Archive for the 'process' Category



There must be an Order and just Proportion, Intricacy with Simplicity in the component parts, Variety in the Mass, and Light and Shadow in the whole, so as to produce the varied sensations of gaiety and melancholy, of wildness and even of surprise and wonder.

Sir Sohn Soane Lecture on Architecture




Something is uncanny – that is how it begins. But at the same time one must reach for the remoter “something” which is already close at hand. The hidden “who” is in demand … there must be something to this case after all.

Ernst Bloch A Philosophical View of the Detective Novel

My Muse is Not a Horse


Nick Cave, in a letter to MTV in which he declines a nomination for the ‘best male artist’ award in 1996:

My relationship with my muse is a delicate one at the best of times and I feel that it is my duty to protect her from influences that may offend her fragile nature.

She comes to me with the gift of song and in return I treat her with the respect I feel she deserves — in this case this means not subjecting her to the indignities of judgement and competition. My muse is not a horse and I am in no horse race and if indeed she was, still I would not harness her to this tumbrel — this bloody cart of severed heads and glittering prizes. My muse may spook! May bolt! May abandon me completely!

From the endlessly fascinating Letters of Note



We understand so quickly that we forget to imagine.

Gaston Bachellard

on Borges


The last great invention of a new literary genre in our time was achieved by a master of the short form, Jorge Luis Borges. It was the invention of himself as narrator, that “Columbus’ egg,” which enabled him to get over the mental block that until nearly forty years of age prevented him from moving beyond essays to fiction. The idea that came to Borges was to pretend that the book he wanted to write had already been written by someone else, some unknown hypothetical author – an author in a different language, of a different culture – and that his task was to describe and review this invented book. Part of the Borges legend is the anecdote that when the first extraordinary story written according to this formula, “El acercamiento a Almotásim” (The Approach to Al’Mutásim), appeared in the magazine Sur in 1940, it was in fact believed to be a review of a book by an Indian author. In the same way, critics of Borges feel bound to observe that each of his texts doubles or multiplies its own space through the medium of other books belonging to a real or imaginary library, whether they be classical, erudite, or merely invented.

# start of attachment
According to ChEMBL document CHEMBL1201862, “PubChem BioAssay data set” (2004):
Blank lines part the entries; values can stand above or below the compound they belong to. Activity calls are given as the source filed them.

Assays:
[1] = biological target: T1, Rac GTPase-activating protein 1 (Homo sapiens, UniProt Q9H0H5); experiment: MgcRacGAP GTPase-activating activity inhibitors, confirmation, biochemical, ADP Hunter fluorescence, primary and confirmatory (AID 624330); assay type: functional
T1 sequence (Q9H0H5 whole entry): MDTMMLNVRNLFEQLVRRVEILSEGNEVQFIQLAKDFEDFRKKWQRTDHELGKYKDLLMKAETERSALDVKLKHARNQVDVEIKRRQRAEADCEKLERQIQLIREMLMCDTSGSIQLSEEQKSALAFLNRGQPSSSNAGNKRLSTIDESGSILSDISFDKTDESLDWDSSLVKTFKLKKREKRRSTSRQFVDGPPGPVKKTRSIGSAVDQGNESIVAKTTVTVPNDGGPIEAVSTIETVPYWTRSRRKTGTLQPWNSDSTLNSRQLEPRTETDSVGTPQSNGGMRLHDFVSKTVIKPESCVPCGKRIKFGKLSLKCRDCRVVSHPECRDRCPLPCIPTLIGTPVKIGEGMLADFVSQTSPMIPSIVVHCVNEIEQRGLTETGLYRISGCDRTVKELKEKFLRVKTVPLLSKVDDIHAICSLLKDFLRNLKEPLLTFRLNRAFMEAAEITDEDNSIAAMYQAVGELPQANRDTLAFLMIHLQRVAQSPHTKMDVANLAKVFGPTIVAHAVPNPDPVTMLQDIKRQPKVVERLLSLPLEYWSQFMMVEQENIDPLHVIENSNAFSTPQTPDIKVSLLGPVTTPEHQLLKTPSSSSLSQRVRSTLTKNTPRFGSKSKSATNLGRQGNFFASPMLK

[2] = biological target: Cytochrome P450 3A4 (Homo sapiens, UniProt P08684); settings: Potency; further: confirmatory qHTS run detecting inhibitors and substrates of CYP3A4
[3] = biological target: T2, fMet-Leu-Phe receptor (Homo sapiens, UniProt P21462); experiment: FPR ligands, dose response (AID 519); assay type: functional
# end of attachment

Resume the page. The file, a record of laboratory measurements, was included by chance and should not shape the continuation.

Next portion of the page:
What I particularly wish to stress is how Borges achieves his approaches to the infinite without the least congestion, in the most crystalline, sober, and airy style. In the same way, his synthetic, sidelong manner of narration brings with it a language that is everywhere concrete and precise, whose inventiveness is shown in the variety of rhythms, the syntactic movements, the unfailingly surprising and unexpected adjectives. Borges has created a literature raised to the second power and, at the same time, a literature that is like the extraction of the square root of itself. It is a “potential literature,” to use a term applied later on in France. The first signs of this may be found in Ficciones, in the little hints and formulas of what might have become the works of a hypothetical author called Herbert Quain.

Italo Calvino Six Memos For The Next Millenium

Koolhaas and his world


The first thing to confront you upon entering the OMA Progress exhibition at the Barbican is the following text of the acclaimed science-fiction writer, Philip K. Dick in huge font: